The New E-discovery Rules: What You Don't Know Can Definitely Hurt You and Your Company

In the past few months, many articles have been written on the electronic discovery changes to the Federal Rules of Civil Procedure (FRCP). While most of these have been on the mark, others have told only part of the story or left readers with inaccurate or incomplete information.

For example, depending on what you read, you may believe either or both of the following statements:

  • The courts now require that your company maintain a copy of every e-mail message, document, spreadsheet and file an employee creates, sends or receives.

  • When electronic discovery occurs, you create a copy of the data and ship it off to the parties (or counsel for the parties) on the other side of the case, and they do the same.

As it turns out, neither of these statements is true.

Keep Everything, and Keep It Forever?

Currently, there is no law that requires a company to maintain every e-mail, document, spreadsheet, database and file ever created or received. Under the new rules, however, you are obligated to take steps to safeguard information that directly relates to an actual lawsuit or one that is reasonably likely to occur. This includes preserving relevant e-mails from automatic destruction or backup tapes with relevant data from being recycled. If you keep data beyond what is required by a lawsuit or impending suit, understand this: It is very likely that it will be discoverable.

In addition, under the new rules, notice or reasonable anticipation of litigation warrants a litigation hold. Once a hold is in place, you are required to actively monitor suspension measures to ensure that relevant data is not destroyed. Most companies have (or should have) a data retention policy in addition to a destruction plan that incorporates both the laws and regulations under which they operate. In addition, these policies or plans should have built-in business processes that allow a company to rapidly impose "litigation holds" over specific classes of data when necessary. If altered (or enacted) at some point, these business processes should always be crafted in conjunction with counsel, and once promulgated, should be followed and audited to be sure they are working as intended.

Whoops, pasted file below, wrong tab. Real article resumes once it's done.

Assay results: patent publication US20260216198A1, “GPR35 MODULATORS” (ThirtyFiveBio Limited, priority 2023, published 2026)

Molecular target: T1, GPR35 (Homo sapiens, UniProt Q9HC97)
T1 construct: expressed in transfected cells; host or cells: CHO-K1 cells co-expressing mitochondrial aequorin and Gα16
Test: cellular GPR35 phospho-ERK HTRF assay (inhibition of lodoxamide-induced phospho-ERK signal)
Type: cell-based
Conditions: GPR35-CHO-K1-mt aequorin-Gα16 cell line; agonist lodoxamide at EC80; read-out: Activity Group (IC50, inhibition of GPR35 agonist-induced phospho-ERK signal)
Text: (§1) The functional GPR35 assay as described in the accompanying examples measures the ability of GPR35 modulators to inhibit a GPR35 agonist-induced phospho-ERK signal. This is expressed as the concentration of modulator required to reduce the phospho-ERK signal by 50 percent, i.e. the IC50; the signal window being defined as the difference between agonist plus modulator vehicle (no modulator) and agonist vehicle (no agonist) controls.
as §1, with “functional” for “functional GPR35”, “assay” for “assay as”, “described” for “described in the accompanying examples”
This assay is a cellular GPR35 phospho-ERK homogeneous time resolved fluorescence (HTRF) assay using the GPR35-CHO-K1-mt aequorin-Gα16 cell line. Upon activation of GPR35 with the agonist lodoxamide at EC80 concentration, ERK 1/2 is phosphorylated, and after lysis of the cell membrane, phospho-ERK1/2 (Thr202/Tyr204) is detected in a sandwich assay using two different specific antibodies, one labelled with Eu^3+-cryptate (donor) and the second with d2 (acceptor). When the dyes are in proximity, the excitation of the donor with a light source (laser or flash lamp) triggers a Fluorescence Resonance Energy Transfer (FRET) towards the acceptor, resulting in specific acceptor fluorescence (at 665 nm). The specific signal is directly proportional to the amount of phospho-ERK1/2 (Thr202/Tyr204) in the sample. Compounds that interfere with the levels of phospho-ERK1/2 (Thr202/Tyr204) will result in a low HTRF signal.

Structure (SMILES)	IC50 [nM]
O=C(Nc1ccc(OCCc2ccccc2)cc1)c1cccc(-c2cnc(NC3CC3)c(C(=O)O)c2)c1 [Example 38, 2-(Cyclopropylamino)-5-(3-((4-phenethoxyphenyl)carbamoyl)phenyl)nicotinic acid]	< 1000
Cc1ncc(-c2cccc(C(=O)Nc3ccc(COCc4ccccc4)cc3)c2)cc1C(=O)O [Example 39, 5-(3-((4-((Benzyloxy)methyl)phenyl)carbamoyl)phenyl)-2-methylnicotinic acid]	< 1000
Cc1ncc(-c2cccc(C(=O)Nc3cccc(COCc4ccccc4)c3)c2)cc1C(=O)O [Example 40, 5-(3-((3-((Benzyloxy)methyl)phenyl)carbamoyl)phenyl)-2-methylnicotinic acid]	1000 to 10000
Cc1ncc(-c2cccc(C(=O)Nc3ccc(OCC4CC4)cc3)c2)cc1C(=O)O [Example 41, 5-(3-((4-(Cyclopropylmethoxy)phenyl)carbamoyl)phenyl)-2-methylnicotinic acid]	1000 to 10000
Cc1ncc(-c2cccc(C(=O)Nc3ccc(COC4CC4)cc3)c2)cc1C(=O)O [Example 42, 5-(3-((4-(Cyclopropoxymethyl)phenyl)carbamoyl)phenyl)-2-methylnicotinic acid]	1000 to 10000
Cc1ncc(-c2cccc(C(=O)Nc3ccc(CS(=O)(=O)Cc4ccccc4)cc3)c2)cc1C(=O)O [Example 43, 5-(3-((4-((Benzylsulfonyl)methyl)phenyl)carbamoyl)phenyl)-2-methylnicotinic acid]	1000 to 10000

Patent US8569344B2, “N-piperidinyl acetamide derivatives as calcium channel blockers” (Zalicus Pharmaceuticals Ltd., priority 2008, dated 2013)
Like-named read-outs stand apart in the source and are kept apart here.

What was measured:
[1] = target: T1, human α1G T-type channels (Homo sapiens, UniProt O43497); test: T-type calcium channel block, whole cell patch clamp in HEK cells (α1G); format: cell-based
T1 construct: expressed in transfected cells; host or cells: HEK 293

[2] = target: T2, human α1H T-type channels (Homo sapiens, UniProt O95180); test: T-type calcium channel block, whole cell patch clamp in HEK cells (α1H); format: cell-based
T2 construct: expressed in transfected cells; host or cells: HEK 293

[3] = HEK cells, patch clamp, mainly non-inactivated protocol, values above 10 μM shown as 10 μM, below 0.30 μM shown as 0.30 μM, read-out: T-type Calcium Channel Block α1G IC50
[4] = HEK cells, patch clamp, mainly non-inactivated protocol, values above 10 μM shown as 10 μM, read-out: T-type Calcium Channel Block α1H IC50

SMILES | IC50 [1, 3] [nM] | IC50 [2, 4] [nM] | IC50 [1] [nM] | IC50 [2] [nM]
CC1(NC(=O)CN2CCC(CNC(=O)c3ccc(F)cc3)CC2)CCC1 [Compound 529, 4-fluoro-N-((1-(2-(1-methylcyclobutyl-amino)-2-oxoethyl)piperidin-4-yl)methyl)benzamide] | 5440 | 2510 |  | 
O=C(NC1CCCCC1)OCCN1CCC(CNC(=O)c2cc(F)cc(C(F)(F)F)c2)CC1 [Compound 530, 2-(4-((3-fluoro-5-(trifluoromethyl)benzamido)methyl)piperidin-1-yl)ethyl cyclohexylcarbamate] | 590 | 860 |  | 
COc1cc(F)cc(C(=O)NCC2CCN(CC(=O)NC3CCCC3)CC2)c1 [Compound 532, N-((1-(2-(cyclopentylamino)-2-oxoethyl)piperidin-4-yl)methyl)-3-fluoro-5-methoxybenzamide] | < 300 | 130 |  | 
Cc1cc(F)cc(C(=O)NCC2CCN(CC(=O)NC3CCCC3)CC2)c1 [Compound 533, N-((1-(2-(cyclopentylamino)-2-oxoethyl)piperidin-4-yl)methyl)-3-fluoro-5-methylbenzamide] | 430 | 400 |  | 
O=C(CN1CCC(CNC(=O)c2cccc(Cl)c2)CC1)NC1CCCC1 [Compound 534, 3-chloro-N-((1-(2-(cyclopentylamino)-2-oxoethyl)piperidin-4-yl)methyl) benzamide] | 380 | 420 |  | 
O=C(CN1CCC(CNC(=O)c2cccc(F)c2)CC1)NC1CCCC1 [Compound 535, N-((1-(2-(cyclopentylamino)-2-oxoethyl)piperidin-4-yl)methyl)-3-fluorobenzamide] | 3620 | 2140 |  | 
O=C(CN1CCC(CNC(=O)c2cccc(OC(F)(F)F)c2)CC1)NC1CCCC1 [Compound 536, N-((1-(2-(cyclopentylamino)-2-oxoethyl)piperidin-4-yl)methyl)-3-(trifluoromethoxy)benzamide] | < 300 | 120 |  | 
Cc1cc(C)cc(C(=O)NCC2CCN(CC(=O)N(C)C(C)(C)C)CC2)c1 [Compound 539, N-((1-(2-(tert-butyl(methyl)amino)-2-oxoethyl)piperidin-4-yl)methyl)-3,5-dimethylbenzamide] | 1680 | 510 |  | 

Is Electronic Discovery Really Just File Exchange?

The actual process by which electronic discovery works can be fairly involved and requires specialized skills and knowledge to protect your company’s interests. For example, e-discovery should be reasonably limited to information related to the matter of the lawsuit. The opposing party could ask for all e-mails sent and received by your company during 2004 and 2005, but your counsel would be the first to tell you that such a request is excessive and needs to be narrowed to include only information relevant to the suit.

Even when a request is well crafted to limit discovery to matters related to the subject of the suit, you should also know that not everything gets turned over to the opposing party. For example, there may be correspondence that is deemed to be privileged attorney-client communications. When this is the case, it is important to redact the specific matter that is privileged. Redaction means to obstruct view of specific parts of a document (which could be paragraphs, sentences or just phrases) so that the opposing party cannot view them. Often it takes the form of an opaque box covering portions of text. With hard copy, this was sometimes done by using ink markers to render portions of a document unreadable. In digital form, redaction is more complex and can require specialized tools, some of which are available in e-discovery software packages and services. For every redaction, counsel must prepare a "privilege log" explaining to the court why the redaction was made, so the judge can rule on the appropriateness of the cuts if a question arises.